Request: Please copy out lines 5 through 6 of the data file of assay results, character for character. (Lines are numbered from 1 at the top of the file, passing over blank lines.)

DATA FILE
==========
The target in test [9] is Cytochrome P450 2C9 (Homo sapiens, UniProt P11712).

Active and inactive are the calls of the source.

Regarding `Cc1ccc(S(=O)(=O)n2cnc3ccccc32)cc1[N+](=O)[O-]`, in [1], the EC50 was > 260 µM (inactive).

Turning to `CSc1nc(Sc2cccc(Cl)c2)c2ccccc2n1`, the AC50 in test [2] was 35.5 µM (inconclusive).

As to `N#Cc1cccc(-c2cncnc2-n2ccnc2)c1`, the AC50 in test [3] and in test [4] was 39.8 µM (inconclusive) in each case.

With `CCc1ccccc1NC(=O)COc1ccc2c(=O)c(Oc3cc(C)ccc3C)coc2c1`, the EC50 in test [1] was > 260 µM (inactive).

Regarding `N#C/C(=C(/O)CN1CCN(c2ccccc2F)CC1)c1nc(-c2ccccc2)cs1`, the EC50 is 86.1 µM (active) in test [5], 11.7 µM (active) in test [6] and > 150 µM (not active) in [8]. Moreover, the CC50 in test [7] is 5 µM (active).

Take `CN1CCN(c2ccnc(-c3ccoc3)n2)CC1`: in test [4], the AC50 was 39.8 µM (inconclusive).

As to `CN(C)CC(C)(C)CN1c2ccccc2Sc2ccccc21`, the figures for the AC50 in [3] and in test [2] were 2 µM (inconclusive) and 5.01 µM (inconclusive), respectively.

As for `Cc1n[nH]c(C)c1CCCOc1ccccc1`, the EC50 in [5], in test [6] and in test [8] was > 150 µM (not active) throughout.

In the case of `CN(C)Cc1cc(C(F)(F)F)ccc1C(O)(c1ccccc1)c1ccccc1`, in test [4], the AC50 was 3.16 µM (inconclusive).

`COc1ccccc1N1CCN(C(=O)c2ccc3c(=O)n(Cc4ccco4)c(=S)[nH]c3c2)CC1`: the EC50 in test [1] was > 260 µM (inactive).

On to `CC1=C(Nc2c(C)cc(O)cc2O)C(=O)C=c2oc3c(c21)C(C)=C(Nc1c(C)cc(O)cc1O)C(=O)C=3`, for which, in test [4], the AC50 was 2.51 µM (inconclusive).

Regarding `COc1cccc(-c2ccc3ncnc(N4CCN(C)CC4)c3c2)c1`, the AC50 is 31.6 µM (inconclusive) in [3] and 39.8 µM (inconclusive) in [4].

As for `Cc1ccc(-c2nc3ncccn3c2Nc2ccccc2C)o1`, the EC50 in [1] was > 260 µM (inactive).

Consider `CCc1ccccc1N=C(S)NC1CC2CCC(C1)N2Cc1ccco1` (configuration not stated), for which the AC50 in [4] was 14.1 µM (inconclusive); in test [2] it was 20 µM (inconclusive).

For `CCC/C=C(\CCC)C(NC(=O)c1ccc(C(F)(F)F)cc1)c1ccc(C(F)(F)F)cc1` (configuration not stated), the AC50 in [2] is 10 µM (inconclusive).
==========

As to `N#Cc1cccc(-c2cncnc2-n2ccnc2)c1`, the AC50 in test [3] and in test [4] was 39.8 µM (inconclusive) in each case.

With `CCc1ccccc1NC(=O)COc1ccc2c(=O)c(Oc3cc(C)ccc3C)coc2c1`, the EC50 in test [1] was > 260 µM (inactive).